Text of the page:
I didn't actually discover LA until I moved there two and a half years ago and actually lived in LA, LA. I say that because Arcadia is not LA. Arcadia is a suburb, a community of homes, full of peacocks by the Arboretum, a beloved racetrack where we graduated high school and the Santa Anita Fashion Park, which despite the changes over the years, still feels like the same mall as it did in 1992. And then there is LA which is ... well... odd. Busy. Different. Judgmental. (or so it feels...) Similar to how it's portrayed on television - LA is the place where people come from afar to try to make it as a star, materialistic to the nth degree and not somewhere my kids will ever grow up! As I think about it more, the more urgent getting out of LA seems to be. The traffic is horrible, the housing prices are ridiculous and the smog is gross. Here, obsessions over worldly matters of prestige, materialism, success, wealth and fun collide with good ol'd traditional values of honor, loyalty, faith, integrity, chastity, and kindness. And so with that said, it's easy to declare "I hate LA!" without any remorse and feel justified by such a statement.

I was reminded of how detrimental such a resentment can be when my BFF, who went to Berkeley for school and then moved to San Fran where she began working and has been ever since, was staffed in LA for a project. She began complaining to me about how rude everyone in LA was, how despicable the traffic was and how much she missed SF for its public transportation and easy going people- basically everything opposite of what made LA such an awful place to live. Attacked by my own BFF, I strongly felt the urge to defend my city. I explained that traffic wasn't that bad if you knew when to navigate where, that the people she encountered was a one time occurrence and NY people were worse, and that LA was awesome for other reasons. I reminded her of the beautiful sunny weather, the nearby beach, and the cheap and diverse but authentic food options. She slowly softened and agreed there was truth in my rebuttal but stubbornly stuck to the fact that the ugly traffic still outweighed the beauty the city had to offer. I sighed and let her be.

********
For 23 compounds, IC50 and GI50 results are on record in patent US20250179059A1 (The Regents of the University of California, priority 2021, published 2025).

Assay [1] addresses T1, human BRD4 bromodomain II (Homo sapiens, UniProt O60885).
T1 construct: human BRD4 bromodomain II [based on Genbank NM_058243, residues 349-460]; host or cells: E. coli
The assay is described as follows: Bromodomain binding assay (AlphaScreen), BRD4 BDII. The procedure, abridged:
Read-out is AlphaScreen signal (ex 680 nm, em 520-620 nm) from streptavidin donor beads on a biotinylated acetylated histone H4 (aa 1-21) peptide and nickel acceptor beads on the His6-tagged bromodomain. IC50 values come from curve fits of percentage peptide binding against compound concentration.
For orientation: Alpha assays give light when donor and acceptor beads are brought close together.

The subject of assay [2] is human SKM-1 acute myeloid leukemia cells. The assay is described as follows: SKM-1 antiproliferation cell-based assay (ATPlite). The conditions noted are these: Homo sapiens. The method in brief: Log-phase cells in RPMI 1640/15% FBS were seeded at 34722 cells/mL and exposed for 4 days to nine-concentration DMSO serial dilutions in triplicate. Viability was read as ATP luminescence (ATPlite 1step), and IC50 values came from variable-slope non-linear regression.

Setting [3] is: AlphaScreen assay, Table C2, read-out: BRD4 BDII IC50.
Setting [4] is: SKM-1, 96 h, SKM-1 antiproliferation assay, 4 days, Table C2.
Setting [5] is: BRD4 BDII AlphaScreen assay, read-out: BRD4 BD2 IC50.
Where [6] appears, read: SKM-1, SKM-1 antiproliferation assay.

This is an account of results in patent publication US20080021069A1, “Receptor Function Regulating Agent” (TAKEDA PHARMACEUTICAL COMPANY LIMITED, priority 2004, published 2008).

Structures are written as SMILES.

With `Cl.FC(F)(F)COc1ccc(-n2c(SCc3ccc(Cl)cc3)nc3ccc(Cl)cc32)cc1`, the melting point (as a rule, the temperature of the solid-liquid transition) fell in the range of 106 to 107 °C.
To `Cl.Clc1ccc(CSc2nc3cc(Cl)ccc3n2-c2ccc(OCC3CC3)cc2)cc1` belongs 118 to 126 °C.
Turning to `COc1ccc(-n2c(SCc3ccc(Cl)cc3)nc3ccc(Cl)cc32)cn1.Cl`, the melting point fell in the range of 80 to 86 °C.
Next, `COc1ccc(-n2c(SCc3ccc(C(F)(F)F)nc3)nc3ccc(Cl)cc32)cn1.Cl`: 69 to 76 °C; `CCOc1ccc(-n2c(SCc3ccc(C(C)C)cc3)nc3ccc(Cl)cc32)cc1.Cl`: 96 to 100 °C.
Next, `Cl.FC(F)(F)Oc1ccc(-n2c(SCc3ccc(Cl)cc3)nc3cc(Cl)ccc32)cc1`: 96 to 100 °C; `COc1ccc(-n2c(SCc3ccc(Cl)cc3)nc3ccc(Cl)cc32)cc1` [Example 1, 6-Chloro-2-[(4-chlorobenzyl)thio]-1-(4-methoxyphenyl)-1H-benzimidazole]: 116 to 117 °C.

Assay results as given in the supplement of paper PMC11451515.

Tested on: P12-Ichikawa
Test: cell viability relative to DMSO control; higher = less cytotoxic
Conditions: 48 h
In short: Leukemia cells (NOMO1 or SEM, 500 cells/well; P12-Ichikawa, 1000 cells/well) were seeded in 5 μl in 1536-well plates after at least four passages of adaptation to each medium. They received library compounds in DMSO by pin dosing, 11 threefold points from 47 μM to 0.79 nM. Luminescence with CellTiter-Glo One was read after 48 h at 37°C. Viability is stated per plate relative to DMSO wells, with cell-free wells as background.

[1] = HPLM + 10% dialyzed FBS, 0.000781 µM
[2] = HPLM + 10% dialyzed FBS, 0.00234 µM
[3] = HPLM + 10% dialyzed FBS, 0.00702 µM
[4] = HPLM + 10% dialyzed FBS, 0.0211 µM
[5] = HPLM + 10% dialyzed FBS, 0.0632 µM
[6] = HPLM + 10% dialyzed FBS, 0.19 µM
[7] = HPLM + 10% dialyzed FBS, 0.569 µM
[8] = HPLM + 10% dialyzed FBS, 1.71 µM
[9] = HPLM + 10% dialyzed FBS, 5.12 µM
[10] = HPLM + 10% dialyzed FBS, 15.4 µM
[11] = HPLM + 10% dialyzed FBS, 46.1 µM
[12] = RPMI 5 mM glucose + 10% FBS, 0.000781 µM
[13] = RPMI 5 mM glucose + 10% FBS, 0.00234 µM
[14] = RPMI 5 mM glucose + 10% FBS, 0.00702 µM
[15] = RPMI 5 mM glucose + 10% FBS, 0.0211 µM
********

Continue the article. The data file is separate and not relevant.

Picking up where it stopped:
Six months later, as she came to an end of her project in LA, she told me how much she was going to miss LA. She raved about the food, the weather, the proximity of her family, and told me... I think I'm done with SF and ready to come back to LA for a bit. She was done with SF and I was ecstatic at the idea of her moving back! And then... as fate would have it, I ended up in San Jose for a special project of my own, and I too fell in love with SF, at the lack of traffic, the kind people, and slowly, I too welcomed the slightly colder weather, fell in love with places I discovered to eat at, and started to forget that my family was not with me.

So... it got me thinking.. this mentality I had is not good and what have I learned? And this is what I came up with....

1) The grass is always greener on the other side.. so don't take for granted what you have or always wonder about what you don't have.

2) We human individuals adapt well... maybe not immediately, but eventually so persevere and be patient.

3) Avoid negative complaining and strive for positive thoughts of remembering what you are blessed with.

Be that of good cheer.

I may be just another LA Asian girl for now.. but that doesn't mean it won't change some day later and if it does, I will cope and adjust. LA is part of me... but there is always room for more.